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In this passionate, lucid, and surprising book, Timothy Morton argues that all forms of life are connected in a vast, entangling mesh. This interconnectedness penetrates all dimensions of life. No being, construct, or object can exist independently from the ecological entanglement, Morton contends, nor does "Nature" exist as an entity separate from the uglier or more synthetic elements of life. Realizing this interconnectedness is what Morton calls the ecological thought.
In three concise chapters, Morton investigates the profound philosophical, political, and aesthetic implications of the fact that all life forms are interconnected. As a work of environmental philosophy and theory, The Ecological Thought explores an emerging awareness of ecological reality in an age of global warming. Using Darwin and contemporary discoveries in life sciences as root texts, Morton describes a mesh of deeply interconnected life forms – intimate, strange, and lacking fixed identity.
A "prequel" to his Ecology without Nature: Rethinking Environmental Aesthetics (2007), The Ecological Thought is an engaged and accessible work that will challenge the thinking of readers in disciplines ranging from critical theory to Romanticism to cultural geography.
Introduction: Critical Thinking
1. Thinking Big
2. Dark Thoughts
3. Forward Thinking
Timothy Morton is Professor of Literature and Environment, University of California, Davis. He is author of The Poetics of Spice and Shelley and the Revolution in Taste, and editor of The Cambridge Companion to Shelley and Cultures of Taste/Theories of Appetite.
"Morton's The Ecological Thought rejects the romantic concept of nature as a passive foil to human action. The natural world, as it turns out, is not something outside of us; or, put another way: there is no difference between humans and our environment [...] He asks us to engage in 'radical openness' as a way of practicing 'radical coexistence,' a state of being that we live even when we do not think much about it [...] Morton's book allows us to see our stirrings of sympathy for nonhuman beings such as strawberries as the beginning of a recognition that we have all – people and plants alike – lost long ago our presumed roots in an imagined natural world."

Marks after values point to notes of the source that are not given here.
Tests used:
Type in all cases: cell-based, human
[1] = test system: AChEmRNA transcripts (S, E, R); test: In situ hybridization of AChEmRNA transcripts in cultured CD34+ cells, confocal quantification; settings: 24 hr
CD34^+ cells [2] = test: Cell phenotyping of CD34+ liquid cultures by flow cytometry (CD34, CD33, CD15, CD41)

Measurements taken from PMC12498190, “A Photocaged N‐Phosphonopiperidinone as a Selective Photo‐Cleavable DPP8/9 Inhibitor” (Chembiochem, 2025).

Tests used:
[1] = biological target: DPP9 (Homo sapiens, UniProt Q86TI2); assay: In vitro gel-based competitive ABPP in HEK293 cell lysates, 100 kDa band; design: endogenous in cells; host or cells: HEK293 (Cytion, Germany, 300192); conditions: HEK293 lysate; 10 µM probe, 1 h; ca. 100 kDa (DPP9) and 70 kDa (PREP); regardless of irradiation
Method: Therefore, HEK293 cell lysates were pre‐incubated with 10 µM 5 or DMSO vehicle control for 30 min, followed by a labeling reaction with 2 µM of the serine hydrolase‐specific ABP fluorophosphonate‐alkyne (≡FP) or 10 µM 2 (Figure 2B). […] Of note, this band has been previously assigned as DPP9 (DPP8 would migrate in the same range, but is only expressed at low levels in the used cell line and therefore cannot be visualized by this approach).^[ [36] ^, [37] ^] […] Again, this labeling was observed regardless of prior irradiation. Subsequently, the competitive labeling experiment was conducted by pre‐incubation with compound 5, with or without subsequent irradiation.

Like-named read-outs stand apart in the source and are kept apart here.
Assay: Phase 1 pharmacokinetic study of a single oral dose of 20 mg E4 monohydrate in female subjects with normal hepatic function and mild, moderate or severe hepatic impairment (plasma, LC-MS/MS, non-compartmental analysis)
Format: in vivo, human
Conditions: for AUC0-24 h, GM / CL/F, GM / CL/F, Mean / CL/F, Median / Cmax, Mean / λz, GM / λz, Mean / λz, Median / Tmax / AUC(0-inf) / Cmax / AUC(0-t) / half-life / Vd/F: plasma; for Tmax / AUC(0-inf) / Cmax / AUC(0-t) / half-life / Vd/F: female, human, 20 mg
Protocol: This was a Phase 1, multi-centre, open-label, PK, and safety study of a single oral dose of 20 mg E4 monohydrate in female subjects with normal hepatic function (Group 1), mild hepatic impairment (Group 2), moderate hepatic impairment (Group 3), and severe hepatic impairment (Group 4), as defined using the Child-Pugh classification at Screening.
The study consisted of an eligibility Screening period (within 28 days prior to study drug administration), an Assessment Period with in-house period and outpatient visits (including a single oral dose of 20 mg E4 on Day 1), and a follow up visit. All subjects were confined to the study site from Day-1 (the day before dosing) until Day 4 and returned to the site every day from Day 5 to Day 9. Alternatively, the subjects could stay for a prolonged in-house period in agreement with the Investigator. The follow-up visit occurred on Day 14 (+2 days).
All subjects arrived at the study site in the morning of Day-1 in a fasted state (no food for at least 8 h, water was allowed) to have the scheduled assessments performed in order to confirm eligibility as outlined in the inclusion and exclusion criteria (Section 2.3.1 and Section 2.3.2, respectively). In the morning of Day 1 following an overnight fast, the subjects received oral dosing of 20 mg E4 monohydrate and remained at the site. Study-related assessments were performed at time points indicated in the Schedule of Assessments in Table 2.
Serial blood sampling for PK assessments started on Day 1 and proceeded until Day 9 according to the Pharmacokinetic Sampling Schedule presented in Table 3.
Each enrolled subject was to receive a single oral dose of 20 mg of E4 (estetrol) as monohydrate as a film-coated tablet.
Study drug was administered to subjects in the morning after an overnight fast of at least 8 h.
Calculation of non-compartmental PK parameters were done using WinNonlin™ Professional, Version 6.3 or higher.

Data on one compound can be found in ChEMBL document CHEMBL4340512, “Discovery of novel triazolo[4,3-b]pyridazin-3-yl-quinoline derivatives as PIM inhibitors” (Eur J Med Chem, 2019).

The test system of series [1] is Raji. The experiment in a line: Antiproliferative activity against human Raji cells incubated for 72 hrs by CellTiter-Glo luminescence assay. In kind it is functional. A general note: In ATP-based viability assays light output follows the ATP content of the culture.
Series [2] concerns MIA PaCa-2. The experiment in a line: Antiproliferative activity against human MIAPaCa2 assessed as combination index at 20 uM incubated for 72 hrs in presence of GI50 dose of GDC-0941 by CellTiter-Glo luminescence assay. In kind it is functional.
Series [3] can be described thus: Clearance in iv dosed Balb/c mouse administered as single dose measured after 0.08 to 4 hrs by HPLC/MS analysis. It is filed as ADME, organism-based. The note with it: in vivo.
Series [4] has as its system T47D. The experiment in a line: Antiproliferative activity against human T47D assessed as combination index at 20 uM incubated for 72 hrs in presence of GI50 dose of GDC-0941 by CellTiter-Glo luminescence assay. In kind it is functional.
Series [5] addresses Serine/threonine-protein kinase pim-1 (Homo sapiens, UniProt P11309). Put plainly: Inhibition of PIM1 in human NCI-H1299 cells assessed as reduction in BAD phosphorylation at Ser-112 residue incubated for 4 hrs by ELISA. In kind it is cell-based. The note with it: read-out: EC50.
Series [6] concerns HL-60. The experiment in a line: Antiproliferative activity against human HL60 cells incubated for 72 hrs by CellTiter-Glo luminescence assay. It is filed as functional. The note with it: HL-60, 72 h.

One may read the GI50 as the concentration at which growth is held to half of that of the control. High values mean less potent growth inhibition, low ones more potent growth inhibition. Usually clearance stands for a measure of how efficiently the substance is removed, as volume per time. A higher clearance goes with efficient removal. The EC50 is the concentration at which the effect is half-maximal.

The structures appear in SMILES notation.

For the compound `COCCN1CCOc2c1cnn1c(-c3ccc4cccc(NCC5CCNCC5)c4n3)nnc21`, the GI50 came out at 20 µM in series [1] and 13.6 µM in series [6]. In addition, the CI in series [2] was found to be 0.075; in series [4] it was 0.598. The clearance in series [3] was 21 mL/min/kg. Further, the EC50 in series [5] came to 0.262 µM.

– Natania Meeker and Antónia Szabari, The Los Angeles Review of Books
"Timothy Morton has a unique take on ecology that challenges much of the alternative consciousness that floats around on the periphery of environmental circles. He offers a profound take on human possibilities. To Morton, human society and Nature are not two distinct things but rather two different angles on the same thing."
"By suggesting imaginative ways to resolve other crises, could humanities scholars stave off the crisis engulfing their own subjects? Morton proposes a future in which the venerable ideas of 'nature' and 'environment' are so much detritus, useless for addressing a looming ecological catastrophe. His book exemplifies the 'serious' humanities scholarship he makes a plea for. My head's still spinning."
– Noel Castree, Times Higher Education
"Picking up where his most obvious predecessors, Gregory Bateson and Felix Guattari, left off, Morton understands mental ecology as the ground zero of ecological thinking, as that which must be redressed before anything else and above all. Morton goes beyond both his forebears, however, in repairing the rift between science and the humanities, which the Enlightenment opened up and against which Romanticism reacted. Perhaps most pleasantly surprising, given its erudition, is that in its stylistic elegance The Ecological Thought is as satisfying to read as it is necessary to ponder."
– Vince Carducci, College for Creative Studies
"Morton writes from inside the ecological thought, not as its cheerleader or architect but as a latter-day Romantic. The great strength of this book is its genre inventiveness, and its main contribution is its performance of a thinking keyed to our time and place, a thinking with clear and immediate ethical implications. The Ecological Thought is crucial right now."
– Marjorie Levinson, University of Michigan